I had the opportunity to sit down with Mayor Sheila Dixon to talk about transportation issues, It's a topic very close to the heart of the mayor, an avid  bicyclist who uses her rides around the city to get an up-close look at Baltimore infrastructure.

Some topics:

Speed cameras: Dixon expressed relief that a petition drive aimed at invalidating a law passed  by the General Assembly expandig the use of speed cameras failed. She said the city has a serious problem with speeding and not enough officers to enforce traffic laws.

Roundabouts: The mayor said she, too, finds the Towson rounabout confusing, even though her administration is looking at creating six of them to replace busy interchanges. She said she got a good look at the possible benefits of such traffic circles during a trip to Chicago. Dixon said she especially likes the opportunity to create green space in the  center  of the roundabouts.

Red Line: Dixon restated her backing for Red Line Alternative 4C -- a light rail system running in a tunnel under Cooks Lane and through downtown and Fells Point  but on the surface in Canton and Edmondson Village. But she said she understands the concerns of residents of the affected neighborhoods. She said the existing north-south light rail system down Howard Street -- built with the state-of-the-art technology of the early 1990s -- has colored people's opinions about the Red Line.

"People look at it like it's the light rail and it's not not," she  said. Dixon said  newer light rail technology is much quieter and will blend in better with the communities it serves. "People can't vision it the way we plan it to be."

The City that Paves: Despite severe recession-related budget cuts, the mayor said the city is still on track to repave 220 lane-miles this year. 

Stimulus money: Dixon said it's out on the street right now, paying for the resurfacing of Northern Parkway and Orleans Street.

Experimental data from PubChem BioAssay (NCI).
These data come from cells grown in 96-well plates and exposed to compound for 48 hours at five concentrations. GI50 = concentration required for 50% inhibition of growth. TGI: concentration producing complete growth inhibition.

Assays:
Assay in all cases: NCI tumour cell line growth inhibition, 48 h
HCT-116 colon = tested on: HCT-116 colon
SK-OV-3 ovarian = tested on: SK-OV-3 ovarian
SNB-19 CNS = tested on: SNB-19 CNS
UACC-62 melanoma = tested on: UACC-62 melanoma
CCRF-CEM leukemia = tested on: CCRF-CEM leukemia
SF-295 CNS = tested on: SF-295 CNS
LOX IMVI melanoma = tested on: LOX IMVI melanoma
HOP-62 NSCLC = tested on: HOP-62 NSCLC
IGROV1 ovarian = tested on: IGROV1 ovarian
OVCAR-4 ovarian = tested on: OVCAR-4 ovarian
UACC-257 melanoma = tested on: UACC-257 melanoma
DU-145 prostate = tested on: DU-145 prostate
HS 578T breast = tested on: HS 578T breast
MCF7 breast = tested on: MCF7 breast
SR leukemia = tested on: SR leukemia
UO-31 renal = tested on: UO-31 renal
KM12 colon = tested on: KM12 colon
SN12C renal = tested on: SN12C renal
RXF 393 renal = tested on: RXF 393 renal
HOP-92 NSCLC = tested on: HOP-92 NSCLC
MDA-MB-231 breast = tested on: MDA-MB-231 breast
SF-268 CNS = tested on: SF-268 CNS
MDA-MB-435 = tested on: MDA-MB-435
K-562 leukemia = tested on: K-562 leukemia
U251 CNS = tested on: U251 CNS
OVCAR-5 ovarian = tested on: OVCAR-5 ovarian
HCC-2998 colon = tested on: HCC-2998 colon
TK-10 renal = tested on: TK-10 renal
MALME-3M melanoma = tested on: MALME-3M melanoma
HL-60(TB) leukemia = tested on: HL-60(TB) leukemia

Posted by Michael Dresser at 1:52 PM | | Comments (7)
Categories: Bicycles, For policy wonks only, Light rail, On the roads, Red Line
        

May 15, 2009

State seeks $4 billion in transportation earmarks

Maryland is seeking more than $3.6 billion in congressional earmarks for transit projects, along with an additional $327 million for highway work, according to a document released Friday by the state Department of Transportation.

The request is part of process leading up to congressional action on a new six-year surface transportation spending reauthorization bill. The current law expires this year. States typically request many dollars for each one that ends up in the legislation.

Jack Cahalan, a department spokesman, said the wish list reflects the state’s priorities of transit, preparations for military base realignment, safety and bridge rehabilitation. The transit requests include $1.3 billion for the proposed east-west Red Line in Baltimore as well as $1.8 million for two transit lines in the Washington suburbs. The request also includes $188 million for the extension of Baltimore’s Metro subway line in the direction of Morgan State University.

All in all, the list brings few surprises. Most of the requests are for projects that have long been high priorities of the O'Malley administration and, in many cases, the Ehrlich administration as well.

On the transit side, the state is also seeking $100 million for the Baltimore bus system, $60 million for local bus systems, $60 million to study Amtrak tunnel replacement and $126  million for a new BWI railroad station.